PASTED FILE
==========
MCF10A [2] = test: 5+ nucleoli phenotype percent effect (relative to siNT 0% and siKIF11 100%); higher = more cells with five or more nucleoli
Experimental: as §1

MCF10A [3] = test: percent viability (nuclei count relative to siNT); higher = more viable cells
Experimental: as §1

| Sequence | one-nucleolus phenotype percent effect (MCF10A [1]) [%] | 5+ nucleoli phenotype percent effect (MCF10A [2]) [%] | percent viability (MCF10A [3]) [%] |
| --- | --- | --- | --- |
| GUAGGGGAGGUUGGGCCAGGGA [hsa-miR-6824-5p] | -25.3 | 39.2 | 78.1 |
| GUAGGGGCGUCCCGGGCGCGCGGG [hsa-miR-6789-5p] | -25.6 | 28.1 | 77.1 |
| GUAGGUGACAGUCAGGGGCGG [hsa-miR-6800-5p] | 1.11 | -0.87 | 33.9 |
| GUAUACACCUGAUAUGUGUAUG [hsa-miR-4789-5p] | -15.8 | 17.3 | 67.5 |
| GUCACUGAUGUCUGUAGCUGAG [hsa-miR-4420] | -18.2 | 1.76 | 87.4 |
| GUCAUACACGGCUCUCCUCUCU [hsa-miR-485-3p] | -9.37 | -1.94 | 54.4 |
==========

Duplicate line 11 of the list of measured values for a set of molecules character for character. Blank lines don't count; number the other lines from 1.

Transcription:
| GUCACUGAUGUCUGUAGCUGAG [hsa-miR-4420] | -18.2 | 1.76 | 87.4 |